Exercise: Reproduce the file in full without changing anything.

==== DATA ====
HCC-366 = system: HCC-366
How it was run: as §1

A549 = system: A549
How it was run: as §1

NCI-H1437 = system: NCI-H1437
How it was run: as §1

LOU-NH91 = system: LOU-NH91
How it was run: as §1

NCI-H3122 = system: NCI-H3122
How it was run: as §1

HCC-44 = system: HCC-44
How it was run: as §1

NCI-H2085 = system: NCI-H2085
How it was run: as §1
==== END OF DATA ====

HCC-366 = system: HCC-366
How it was run: as §1

A549 = system: A549
How it was run: as §1

NCI-H1437 = system: NCI-H1437
How it was run: as §1

LOU-NH91 = system: LOU-NH91
How it was run: as §1

NCI-H3122 = system: NCI-H3122
How it was run: as §1

HCC-44 = system: HCC-44
How it was run: as §1

NCI-H2085 = system: NCI-H2085
How it was run: as §1